A doctoral candidate in the social sciences at a poetry event couldn’t have been more harmless. You inserted yourself so seamlessly, we all just assumed: the nonchalance, the confidence. An invitation to dance is innocent enough, even the coat check in slow reveal. I honestly considered how many layers I was willing to give away: I was overdressed. I had a sneaking suspicion I was being discriminated against in the toilets.

I never once blamed you for the leather or nipples. For the couple on the balcony. For all the ass. Probably because I, too, was interested in the anthropology. All a distraction from the polite exit, the planned exit, the planned politeness of the Midwestern American who eventually decided to tell you, with apology at least, that I really would have to be going; the music just wasn’t my thing.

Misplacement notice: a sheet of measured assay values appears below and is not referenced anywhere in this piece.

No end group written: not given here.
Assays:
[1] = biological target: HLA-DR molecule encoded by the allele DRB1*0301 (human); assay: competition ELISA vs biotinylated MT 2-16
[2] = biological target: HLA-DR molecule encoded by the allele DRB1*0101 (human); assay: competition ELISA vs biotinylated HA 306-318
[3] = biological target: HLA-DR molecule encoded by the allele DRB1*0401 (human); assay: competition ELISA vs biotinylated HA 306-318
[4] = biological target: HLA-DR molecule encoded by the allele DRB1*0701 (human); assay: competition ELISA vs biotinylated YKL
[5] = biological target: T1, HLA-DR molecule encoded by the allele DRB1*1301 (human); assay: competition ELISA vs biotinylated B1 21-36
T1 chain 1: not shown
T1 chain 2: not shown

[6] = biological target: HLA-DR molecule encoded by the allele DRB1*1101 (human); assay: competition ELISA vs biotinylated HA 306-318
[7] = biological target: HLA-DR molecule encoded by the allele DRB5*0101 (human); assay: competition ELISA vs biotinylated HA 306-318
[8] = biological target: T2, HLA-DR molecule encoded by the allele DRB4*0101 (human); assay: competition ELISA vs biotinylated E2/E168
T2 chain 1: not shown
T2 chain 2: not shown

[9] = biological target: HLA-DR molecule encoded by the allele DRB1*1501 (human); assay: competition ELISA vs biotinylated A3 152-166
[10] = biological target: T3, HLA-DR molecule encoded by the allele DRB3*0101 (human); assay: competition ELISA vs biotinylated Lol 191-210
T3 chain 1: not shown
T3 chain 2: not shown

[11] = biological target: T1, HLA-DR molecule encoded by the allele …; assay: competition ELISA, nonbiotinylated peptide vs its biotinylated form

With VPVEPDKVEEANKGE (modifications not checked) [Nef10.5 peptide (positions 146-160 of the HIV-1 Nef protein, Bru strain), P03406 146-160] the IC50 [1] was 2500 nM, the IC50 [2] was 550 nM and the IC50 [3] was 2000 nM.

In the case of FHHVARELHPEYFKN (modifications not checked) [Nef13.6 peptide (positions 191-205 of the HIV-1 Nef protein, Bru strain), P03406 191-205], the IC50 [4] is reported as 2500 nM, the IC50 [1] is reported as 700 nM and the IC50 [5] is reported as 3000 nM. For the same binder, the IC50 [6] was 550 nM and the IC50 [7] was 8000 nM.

To Luís, who, after escaping the sex club, took advantage

You say that Spanish is too gauche, too literal. That you will only write poetry in English from now on. You admit you’ve been following me, too closely, online. I ignore this because you seem gentle. We are mostly strangers after all. But I talk in waterfalls because I am trying to forget the shock of the sex swing. It really was devious, Ayelet.

I think that I have drawn my last line in the sand. I think I have made myself clear. But your kind eyes distract, which is why I only think of slapping you later. In the moment, though, it seems necessary that your invading lips remain close to mine, that your face feel the threat of my fingernails and the weight of my hot breath as I tell you, once again, no.


To the dancing joyous who blindsided me at The Ideal World